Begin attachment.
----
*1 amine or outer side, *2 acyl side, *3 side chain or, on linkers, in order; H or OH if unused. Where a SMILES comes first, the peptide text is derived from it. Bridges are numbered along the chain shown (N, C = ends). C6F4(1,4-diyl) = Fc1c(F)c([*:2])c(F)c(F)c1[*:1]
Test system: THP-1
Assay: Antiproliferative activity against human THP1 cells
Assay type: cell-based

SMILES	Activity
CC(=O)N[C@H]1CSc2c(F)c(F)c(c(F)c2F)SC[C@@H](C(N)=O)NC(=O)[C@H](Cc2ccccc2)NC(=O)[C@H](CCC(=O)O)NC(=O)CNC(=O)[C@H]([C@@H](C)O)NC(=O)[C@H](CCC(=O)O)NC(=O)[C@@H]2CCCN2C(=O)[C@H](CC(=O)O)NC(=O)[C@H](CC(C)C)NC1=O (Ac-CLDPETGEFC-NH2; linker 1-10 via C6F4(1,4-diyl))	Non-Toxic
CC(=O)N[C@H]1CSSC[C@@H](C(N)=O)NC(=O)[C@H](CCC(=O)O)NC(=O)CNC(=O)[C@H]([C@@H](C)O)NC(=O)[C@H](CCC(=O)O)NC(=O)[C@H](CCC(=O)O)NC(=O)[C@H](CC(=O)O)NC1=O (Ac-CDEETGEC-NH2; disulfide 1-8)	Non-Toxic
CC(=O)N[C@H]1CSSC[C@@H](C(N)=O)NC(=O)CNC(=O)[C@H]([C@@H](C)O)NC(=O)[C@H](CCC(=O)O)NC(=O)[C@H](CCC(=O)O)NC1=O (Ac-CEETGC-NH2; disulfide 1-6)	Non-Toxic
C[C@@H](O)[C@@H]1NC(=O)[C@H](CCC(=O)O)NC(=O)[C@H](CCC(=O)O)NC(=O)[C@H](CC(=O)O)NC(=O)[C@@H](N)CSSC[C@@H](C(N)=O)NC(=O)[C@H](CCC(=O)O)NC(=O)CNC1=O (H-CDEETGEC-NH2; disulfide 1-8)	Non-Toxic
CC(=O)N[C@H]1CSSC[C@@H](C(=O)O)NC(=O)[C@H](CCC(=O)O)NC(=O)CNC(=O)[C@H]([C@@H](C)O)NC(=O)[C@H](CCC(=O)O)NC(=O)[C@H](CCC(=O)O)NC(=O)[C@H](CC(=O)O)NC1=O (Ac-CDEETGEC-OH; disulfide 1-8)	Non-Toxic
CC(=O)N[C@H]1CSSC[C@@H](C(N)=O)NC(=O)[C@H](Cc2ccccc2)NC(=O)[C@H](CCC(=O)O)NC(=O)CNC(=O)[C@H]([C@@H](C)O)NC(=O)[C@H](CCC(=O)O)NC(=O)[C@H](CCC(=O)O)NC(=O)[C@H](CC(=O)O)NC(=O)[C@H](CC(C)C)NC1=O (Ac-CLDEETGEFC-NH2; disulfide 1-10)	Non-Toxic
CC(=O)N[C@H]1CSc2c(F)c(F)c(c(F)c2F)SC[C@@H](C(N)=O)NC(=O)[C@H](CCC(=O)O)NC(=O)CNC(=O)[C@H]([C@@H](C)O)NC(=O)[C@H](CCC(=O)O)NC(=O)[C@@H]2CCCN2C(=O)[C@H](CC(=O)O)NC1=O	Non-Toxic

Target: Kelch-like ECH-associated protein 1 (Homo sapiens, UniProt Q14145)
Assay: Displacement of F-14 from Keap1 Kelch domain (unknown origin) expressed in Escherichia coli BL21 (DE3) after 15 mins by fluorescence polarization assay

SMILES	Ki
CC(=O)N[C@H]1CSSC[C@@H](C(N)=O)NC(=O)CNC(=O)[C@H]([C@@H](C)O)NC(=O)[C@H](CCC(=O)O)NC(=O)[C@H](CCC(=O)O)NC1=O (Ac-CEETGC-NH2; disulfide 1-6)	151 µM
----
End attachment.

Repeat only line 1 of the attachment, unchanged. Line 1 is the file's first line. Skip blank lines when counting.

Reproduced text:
*1 amine or outer side, *2 acyl side, *3 side chain or, on linkers, in order; H or OH if unused. Where a SMILES comes first, the peptide text is derived from it. Bridges are numbered along the chain shown (N, C = ends). C6F4(1,4-diyl) = Fc1c(F)c([*:2])c(F)c(F)c1[*:1]